All British subjects who were neither Royal nor Peers of the Realm were previously termed Commoners, regardless of wealth or other social factors; thus all members of a peer's family, with the exception of a wife or unmarried widow, are (technically) commoners too; the British system thus differs fundamentally from continental European versions, where entire families, rather than individuals, were ennobled. Nobility in Britain is often formally regarded to be based on title rather than bloodline, and correspondingly The Princess Royal (Princess Anne) who enjoys Royal status as daughter of Queen Elizabeth II, opted for her children to technically be Commoners (though functionally part of the untitled nobility) by refusing offers of titles, despite their being grandchildren of the Sovereign (qv. Peter Phillips and Zara Tindall).

The Sovereign, traditionally the fount of honour, cannot hold a British peerage.[1] However the British Sovereign, whether male or female, is informally accorded the style of 'Duke of Lancaster' (a title linked to the historic Duchy of Lancaster, which became the private estate of the British sovereign when the holder ascended the throne in 1399). Likewise in the Channel Islands (which are not strictly part of the United Kingdom) the informal title Duke of Normandy (a title associated with William the Conqueror prior to his ascension to the throne) is used.

Recipients of new peerages are typically announced via the Crown Honours Lists. Formerly, new peers were presented with an investiture ceremony, but this has not taken place since 1621 (investiture ceremonies for other honours are mostly managed by the Central Chancery of the Orders of Knighthood). New peers do receive an introduction ceremony at the House of Lords.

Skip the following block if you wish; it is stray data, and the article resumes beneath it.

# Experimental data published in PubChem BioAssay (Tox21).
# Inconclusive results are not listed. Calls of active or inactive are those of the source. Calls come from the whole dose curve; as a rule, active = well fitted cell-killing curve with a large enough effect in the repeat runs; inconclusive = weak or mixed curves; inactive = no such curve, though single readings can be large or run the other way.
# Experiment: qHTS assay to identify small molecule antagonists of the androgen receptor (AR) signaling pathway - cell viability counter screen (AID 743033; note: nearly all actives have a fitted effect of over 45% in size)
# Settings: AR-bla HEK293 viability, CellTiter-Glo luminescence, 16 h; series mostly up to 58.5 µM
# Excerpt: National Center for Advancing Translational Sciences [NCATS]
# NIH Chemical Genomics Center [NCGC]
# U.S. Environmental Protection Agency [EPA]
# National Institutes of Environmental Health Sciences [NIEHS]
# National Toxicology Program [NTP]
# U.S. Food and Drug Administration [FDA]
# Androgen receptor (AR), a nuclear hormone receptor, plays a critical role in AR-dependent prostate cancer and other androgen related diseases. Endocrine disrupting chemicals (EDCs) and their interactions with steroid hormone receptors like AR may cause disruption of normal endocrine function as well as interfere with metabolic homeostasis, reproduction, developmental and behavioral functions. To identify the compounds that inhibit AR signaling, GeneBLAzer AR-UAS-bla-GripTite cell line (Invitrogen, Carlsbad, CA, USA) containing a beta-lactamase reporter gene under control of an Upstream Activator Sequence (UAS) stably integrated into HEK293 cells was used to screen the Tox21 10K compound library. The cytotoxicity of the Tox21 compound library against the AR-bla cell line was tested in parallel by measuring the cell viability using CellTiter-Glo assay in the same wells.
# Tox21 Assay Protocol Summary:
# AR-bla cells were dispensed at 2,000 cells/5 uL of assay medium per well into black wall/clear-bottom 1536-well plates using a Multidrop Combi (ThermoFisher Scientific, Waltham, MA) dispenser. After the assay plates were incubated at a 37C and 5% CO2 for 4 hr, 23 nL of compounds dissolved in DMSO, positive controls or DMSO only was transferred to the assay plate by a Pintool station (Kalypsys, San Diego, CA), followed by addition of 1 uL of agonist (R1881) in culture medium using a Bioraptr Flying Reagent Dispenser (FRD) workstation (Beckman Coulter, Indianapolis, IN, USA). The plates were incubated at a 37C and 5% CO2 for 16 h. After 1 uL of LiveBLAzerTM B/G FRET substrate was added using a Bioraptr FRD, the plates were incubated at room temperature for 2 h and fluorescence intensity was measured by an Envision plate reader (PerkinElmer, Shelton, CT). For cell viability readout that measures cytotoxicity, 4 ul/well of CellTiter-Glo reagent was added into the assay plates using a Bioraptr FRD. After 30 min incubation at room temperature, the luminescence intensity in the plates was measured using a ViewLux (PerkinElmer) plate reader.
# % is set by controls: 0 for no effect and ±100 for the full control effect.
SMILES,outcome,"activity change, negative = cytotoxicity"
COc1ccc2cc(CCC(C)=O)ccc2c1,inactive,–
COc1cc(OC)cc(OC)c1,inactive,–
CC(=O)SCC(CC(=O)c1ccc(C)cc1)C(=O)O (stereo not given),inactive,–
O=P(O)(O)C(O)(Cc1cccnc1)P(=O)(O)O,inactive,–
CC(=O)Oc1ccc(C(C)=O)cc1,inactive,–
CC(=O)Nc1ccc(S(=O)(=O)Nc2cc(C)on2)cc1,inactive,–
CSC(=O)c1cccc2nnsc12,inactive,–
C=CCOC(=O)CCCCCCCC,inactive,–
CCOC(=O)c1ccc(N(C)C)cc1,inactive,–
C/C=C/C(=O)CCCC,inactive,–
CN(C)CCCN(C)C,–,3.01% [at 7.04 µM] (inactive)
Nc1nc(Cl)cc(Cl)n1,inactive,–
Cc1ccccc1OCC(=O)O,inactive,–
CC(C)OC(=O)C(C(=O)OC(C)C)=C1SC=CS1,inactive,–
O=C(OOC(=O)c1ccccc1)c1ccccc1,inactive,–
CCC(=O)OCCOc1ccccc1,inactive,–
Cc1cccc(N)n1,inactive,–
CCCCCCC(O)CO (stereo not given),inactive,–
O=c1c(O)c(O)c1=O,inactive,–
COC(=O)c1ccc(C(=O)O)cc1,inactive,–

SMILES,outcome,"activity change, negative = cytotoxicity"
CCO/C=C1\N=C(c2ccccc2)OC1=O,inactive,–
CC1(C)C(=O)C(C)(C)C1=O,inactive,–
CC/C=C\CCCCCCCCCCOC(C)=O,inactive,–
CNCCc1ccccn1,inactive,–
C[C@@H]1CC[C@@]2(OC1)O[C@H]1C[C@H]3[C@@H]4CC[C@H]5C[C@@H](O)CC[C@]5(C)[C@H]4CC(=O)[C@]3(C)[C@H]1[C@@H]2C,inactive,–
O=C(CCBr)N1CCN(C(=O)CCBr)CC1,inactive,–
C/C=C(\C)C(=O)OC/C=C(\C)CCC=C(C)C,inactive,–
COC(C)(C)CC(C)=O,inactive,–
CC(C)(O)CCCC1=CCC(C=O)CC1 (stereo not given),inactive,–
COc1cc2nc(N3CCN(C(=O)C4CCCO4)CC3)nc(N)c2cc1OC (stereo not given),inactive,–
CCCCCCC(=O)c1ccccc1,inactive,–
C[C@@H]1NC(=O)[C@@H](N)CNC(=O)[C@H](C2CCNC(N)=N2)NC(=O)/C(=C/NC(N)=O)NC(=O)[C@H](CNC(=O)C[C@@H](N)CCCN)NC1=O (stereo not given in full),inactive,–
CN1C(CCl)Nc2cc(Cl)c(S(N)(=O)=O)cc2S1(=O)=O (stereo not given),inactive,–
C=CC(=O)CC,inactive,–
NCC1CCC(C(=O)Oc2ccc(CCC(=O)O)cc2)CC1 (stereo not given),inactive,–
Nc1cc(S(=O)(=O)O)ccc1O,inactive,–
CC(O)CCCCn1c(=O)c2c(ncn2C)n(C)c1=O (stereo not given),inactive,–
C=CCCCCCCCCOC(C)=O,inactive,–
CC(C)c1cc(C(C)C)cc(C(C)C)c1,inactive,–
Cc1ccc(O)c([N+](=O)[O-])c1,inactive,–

All life Peers and some hereditary peers may sit in the House of Lords as the Lords Temporal. They sit alongside the Lords Spiritual, who are not peers, but bishops of the Church of England. Labour, elected to power in 1997, sought to remove all of the seats in the House of Lords reserved for hereditary peers, but Prime Minister Tony Blair relented by allowing 92 members to remain by legislation enacted in 1999.[2] 90 are elected to the House of Lords from within their own populace, while the other two sit ex officio holding the hereditary constitutional offices of Earl Marshal and the Lord Great Chamberlain.

Since the Parliament Act 1911 and Parliament Act 1949 the House of Lords' purpose is now that of a revising legislative chamber, scrutinising and potentially changing proposed Parliamentary Bills before their enactment. Its membership for the most part comprises life peers, created under the Life Peerages Act 1958, which includes those who can add value in specific areas of expertise in parliamentary debates, as well as former MPs and other political appointees from respective political parties. Those who do not sit with a political party, may sit in the house as a so called Crossbencher. Prior to July 2006 the Lord Chancellor served as the Presiding Officer of the peers in the House of Lords, in addition to serving as the head of the English and Welsh judiciary and a de facto Minister of Justice. Were a person not a peer to be appointed to the office of lord chancellor, he would be raised to the peerage upon appointment, though provision was made in 1539 for non-peers who are great officers of state but not peers to sit in between the benches in the House. Since 2006 however, in an effort to separate powers, the role of presiding officer has been fulfilled by the Lord Speaker of the House of Lords elected by the peers from amongst their own number. In June 2007 Jack Straw was the first commoner to be appointed as Lord Chancellor since 1587.

Peers in the House of Lords can also serve in the British government, when invited to do so, as ministers. Peers can even serve as Prime Minister, though this is no longer convention and the last to do so was the 14th Earl of Home in 1963, who disclaimed his peerage within a few days of being appointed as Prime Minister to fight a by-election to sit in the Commons.